It seems simple enough: a person takes a medicine at a given dose to treat a specific condition. But dosing is not an exact science. Different people, even people who weigh about the same, metabolize medicines at different rates, and dosing based on body mass does not necessarily capture those metabolic differences between patients. Differences between the biology of men and women can further complicate drug dosing.
For some time now, chemistry professor and director of the UCSB Center for Bioengineering, Kevin Plaxco, has been leading the development of electrochemical sensors to conduct real-time monitoring of drug levels in the body. Coupled to feedback control, that could make it possible to monitor the effective drug concentration in a patient’s blood moment to moment and continuously fine-tune the amount of the drug that is released.
To date, Plaxco’s process has been built around a tiny gold-wire sensor that can fit through a very narrow, 22-gauge, hypodermic needle. The wire is coated with a type of DNA molecule, called an “aptamer,” to which the specific drug of interest can stick, or “bind.”
In current experiments, the DNA-coated sensor is then inserted into the body of a rat, where binding of a specific molecule to the aptamer — so far, a half-dozen different drugs, including several “last-line-of-defense antibiotics,” have been administered — generates an easily detectable electronic signal that scales with the concentration of the target molecule. So far, the Plaxco group has adapted multiple sensors to such in-vivo deployment and used them to measure concentrations of multiple drugs in the living body in real time.
A limitation to their approach, however, results from using DNA as the recognition element, because it can recognize only a limited number of molecules. In further experiments, Plaxco and Martin Kurnik, a postdoctoral researcher working in his lab, have sought to adapt protein molecules to the platform, because their much-greater chemical complexity allows them to bind a far greater range of target molecules.
But using proteins presents a problem of its own. Because the gold-plated sensors pick up and provide an electrochemical readout, their surface has to be a charged conductor.
“Under the conditions we employ, the surface of our sensor has a negative charge,” Plaxco says. And, like all DNA molecules, aptamers also have a negative charge. That prevents the aptamers from adhering inappropriately to the sensor surface, i.e. in a way that causes the DNA to unfold, losing its structure and function.
But when a protein — which, unlike a DNA molecule, contains both negative and positive charges — is bonded to an artificial surface, such as the sensor, it stops functioning. “Attaching DNA to a surface does not change its folding stability very much,” Plaxco says. “But when we tried proteins, they just unfolded, stuck on the surface, and lost their function. That's what got us thinking about this problem.”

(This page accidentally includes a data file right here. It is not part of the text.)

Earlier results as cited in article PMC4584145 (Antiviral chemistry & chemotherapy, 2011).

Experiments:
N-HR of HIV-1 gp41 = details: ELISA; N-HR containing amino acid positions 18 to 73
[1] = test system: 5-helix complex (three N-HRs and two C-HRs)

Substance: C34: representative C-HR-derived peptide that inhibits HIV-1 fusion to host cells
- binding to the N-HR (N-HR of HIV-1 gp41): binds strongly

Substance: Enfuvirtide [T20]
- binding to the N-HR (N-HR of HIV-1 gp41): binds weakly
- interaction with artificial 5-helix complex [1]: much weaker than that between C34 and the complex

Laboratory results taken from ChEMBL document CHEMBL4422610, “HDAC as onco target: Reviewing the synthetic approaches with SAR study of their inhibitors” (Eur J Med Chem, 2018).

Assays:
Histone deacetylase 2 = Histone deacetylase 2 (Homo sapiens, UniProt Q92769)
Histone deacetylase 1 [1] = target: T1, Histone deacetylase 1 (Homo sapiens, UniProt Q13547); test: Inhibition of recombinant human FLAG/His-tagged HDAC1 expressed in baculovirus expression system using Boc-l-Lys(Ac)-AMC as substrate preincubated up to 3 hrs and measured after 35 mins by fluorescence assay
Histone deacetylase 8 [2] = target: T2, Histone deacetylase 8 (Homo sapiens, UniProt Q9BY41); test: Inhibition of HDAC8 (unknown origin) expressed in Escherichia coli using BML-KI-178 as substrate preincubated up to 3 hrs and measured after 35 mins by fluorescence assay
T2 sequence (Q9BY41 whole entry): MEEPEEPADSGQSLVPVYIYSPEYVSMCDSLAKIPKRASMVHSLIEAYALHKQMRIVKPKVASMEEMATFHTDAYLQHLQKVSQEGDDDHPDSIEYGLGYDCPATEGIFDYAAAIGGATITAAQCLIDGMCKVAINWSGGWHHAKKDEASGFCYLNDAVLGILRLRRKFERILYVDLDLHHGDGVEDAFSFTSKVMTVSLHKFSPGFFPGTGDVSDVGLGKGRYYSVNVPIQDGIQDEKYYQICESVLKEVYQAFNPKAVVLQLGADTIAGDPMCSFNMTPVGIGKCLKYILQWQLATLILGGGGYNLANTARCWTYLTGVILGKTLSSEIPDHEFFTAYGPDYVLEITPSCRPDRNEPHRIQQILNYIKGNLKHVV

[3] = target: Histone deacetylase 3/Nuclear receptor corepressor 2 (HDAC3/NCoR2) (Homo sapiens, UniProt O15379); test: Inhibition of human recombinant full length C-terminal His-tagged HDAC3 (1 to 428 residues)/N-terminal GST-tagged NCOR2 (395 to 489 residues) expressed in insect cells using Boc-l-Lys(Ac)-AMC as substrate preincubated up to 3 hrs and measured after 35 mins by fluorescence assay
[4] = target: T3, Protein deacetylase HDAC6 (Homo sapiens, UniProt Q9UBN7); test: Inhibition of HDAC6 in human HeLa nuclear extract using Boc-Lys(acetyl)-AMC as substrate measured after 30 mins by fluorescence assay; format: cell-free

Plaxco notes that several theories explain the mechanisms by which the protein’s attachment interaction with the surface would change the protein’s stability, but it seems to be closely tied to charge. He believes that when the protein attaches to the sensor, its positive charges are drawn to the negative charge of the gold surface, causing the protein to unfold and cease functioning.
That’s the theory, “But until now,” Plaxco says, “no one has been able to measure that experimentally.”
A paper published in August in the Proceedings of the National Academy of Sciences, co-authored by Kurnik and Plaxco, explains a new procedure for understanding the chemistry and physics of the unfolding process.
Specifically, the method lets researchers measure by how much the relative amounts of folded and unfolded protein molecules (i.e., the protein’s “stability”) differ when a protein is confined to a surface compared to when it is free in solution, and to systematically explore the physical origins of that effect.
“This allows us to start to dissect what drives proteins to unfold on the surface,” Plaxco says. “Our technique gives us great control over the chemistry and the charge on the surface. We can tune those variables and see how changes in the parameters change a protein’s stability.”
“The novelty in this is that we're performing a quantitative measurement of how the folding physics of proteins are affected by their being confined to a surface,” says Kurnik. “As far as we are aware, there are no prior examples of this.
"What I hope is that, first, this will allow us to make protein-based biosensors. That could make the unique sensor platform that Kevin has developed applicable to a much wider range of molecules, allowing it to be used as a diagnostic tool for a broader variety of medical conditions.”
The research may also prove valuable in understanding some fundamentals of cell biology. Kurnik explains: “Because our method makes it easier than ever for researchers to perform high-precision measurements of protein-surface interactions, I hope that it will also be used to provide new insights into the physics of how proteins interact with various surfaces, including ones that mimic the properties of biological membranes.
"Our current understanding of these effects is limited, and we cannot claim to comprehend the molecular biology of the cell without quantitative descriptions of the interplay between a cell’s soluble proteins and its multitude of membrane surfaces.”